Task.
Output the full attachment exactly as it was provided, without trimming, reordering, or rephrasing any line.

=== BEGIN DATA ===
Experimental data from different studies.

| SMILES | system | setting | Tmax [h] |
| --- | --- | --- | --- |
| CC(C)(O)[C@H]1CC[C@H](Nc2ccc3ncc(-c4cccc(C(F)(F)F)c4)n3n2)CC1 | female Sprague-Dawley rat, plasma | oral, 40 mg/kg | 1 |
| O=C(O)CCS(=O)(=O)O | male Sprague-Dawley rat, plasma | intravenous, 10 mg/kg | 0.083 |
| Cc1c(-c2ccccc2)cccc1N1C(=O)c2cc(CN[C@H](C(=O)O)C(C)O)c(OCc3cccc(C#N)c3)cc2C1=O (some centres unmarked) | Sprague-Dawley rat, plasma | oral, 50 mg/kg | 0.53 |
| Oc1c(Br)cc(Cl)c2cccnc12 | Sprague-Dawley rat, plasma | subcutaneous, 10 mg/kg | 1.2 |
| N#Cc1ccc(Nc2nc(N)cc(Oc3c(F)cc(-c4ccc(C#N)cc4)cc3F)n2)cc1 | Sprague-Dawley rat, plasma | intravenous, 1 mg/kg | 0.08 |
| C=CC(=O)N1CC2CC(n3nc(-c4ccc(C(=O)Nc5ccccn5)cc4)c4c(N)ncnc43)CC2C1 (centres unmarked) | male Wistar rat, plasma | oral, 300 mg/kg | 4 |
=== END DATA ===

Experimental data from different studies.

| SMILES | system | setting | Tmax [h] |
| --- | --- | --- | --- |
| CC(C)(O)[C@H]1CC[C@H](Nc2ccc3ncc(-c4cccc(C(F)(F)F)c4)n3n2)CC1 | female Sprague-Dawley rat, plasma | oral, 40 mg/kg | 1 |
| O=C(O)CCS(=O)(=O)O | male Sprague-Dawley rat, plasma | intravenous, 10 mg/kg | 0.083 |
| Cc1c(-c2ccccc2)cccc1N1C(=O)c2cc(CN[C@H](C(=O)O)C(C)O)c(OCc3cccc(C#N)c3)cc2C1=O (some centres unmarked) | Sprague-Dawley rat, plasma | oral, 50 mg/kg | 0.53 |
| Oc1c(Br)cc(Cl)c2cccnc12 | Sprague-Dawley rat, plasma | subcutaneous, 10 mg/kg | 1.2 |
| N#Cc1ccc(Nc2nc(N)cc(Oc3c(F)cc(-c4ccc(C#N)cc4)cc3F)n2)cc1 | Sprague-Dawley rat, plasma | intravenous, 1 mg/kg | 0.08 |
| C=CC(=O)N1CC2CC(n3nc(-c4ccc(C(=O)Nc5ccccn5)cc4)c4c(N)ncnc43)CC2C1 (centres unmarked) | male Wistar rat, plasma | oral, 300 mg/kg | 4 |